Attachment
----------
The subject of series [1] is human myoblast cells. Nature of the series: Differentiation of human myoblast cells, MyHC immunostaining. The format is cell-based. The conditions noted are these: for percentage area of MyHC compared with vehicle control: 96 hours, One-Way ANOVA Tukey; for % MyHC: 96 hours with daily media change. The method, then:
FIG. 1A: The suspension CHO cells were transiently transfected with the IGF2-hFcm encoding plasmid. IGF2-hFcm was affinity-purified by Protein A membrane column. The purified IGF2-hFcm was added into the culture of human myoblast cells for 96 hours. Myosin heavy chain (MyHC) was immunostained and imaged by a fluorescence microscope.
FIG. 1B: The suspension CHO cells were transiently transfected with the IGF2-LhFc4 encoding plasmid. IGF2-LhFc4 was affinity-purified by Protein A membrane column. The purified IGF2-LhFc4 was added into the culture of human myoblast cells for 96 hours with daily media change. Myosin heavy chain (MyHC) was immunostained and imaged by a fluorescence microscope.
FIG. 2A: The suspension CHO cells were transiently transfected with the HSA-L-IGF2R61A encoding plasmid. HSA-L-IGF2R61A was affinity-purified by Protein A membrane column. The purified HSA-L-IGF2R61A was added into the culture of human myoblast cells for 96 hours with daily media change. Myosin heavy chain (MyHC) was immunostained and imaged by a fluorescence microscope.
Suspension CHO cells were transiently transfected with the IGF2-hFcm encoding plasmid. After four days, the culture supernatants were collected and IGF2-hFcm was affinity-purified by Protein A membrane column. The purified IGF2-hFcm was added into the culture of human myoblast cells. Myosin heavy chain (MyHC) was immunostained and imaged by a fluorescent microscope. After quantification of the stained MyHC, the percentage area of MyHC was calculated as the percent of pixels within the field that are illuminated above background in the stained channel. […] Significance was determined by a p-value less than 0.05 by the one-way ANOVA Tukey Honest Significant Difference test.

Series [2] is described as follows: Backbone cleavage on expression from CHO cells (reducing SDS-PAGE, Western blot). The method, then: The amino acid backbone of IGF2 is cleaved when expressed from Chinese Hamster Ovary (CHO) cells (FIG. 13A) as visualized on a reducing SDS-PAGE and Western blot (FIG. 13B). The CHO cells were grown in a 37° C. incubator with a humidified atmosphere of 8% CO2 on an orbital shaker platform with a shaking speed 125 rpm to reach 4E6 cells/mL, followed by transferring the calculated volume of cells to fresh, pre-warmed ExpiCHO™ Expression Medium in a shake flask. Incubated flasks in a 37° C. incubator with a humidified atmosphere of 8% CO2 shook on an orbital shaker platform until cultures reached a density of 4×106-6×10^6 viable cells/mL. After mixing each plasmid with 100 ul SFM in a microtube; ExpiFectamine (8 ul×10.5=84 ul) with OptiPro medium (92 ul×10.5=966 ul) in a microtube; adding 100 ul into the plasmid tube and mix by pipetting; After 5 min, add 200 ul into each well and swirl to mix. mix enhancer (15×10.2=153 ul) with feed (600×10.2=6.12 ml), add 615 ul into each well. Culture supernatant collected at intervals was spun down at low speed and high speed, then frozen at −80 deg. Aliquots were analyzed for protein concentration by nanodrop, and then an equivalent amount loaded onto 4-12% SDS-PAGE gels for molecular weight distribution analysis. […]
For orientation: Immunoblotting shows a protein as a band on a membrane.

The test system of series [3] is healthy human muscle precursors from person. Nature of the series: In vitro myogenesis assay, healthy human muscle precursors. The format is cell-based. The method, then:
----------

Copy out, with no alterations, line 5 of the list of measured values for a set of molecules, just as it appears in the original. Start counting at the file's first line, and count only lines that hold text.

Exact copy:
Suspension CHO cells were transiently transfected with the IGF2-hFcm encoding plasmid. After four days, the culture supernatants were collected and IGF2-hFcm was affinity-purified by Protein A membrane column. The purified IGF2-hFcm was added into the culture of human myoblast cells. Myosin heavy chain (MyHC) was immunostained and imaged by a fluorescent microscope. After quantification of the stained MyHC, the percentage area of MyHC was calculated as the percent of pixels within the field that are illuminated above background in the stained channel. […] Significance was determined by a p-value less than 0.05 by the one-way ANOVA Tukey Honest Significant Difference test.